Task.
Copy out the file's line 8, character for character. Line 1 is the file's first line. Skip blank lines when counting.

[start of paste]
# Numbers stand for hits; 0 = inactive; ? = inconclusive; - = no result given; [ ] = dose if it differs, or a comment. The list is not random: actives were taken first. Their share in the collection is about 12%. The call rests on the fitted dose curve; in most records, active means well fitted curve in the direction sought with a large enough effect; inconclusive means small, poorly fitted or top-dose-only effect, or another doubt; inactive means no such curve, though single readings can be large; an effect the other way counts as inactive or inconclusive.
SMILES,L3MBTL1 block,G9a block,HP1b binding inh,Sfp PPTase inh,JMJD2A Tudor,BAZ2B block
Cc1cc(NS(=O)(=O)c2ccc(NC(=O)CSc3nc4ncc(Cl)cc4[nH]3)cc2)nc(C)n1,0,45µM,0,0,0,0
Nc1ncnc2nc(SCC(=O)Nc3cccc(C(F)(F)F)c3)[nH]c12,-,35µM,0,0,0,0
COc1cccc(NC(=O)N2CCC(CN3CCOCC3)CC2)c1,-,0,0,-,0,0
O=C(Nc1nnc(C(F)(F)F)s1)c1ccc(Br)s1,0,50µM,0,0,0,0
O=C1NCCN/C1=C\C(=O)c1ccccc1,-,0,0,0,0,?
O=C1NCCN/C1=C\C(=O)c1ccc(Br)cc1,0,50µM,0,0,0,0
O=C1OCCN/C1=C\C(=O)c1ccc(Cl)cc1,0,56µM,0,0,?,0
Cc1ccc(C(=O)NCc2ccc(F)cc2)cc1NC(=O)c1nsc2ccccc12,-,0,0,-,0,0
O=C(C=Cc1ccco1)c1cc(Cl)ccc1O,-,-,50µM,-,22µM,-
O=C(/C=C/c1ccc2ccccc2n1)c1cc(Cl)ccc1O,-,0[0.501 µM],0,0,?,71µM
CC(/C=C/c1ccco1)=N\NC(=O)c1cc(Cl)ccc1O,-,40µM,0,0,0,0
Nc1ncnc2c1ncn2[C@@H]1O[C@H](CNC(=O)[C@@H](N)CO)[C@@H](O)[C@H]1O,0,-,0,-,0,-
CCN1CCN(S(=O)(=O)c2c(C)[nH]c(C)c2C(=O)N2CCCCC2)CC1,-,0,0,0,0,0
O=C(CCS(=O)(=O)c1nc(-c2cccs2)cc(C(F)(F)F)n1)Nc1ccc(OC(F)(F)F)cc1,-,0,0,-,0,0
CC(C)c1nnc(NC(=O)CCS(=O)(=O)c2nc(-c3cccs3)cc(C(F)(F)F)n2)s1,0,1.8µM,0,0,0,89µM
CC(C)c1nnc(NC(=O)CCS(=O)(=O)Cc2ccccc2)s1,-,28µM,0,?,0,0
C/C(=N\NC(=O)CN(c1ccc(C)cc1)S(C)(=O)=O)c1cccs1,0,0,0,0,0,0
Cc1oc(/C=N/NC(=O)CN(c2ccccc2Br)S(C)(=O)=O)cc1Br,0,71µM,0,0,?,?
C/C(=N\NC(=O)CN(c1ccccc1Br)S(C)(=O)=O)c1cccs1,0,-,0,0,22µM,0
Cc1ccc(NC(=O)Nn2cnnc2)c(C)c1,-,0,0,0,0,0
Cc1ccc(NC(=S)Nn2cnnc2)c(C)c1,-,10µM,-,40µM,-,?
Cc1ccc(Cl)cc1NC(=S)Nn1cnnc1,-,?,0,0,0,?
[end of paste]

O=C1NCCN/C1=C\C(=O)c1ccc(Br)cc1,0,50µM,0,0,0,0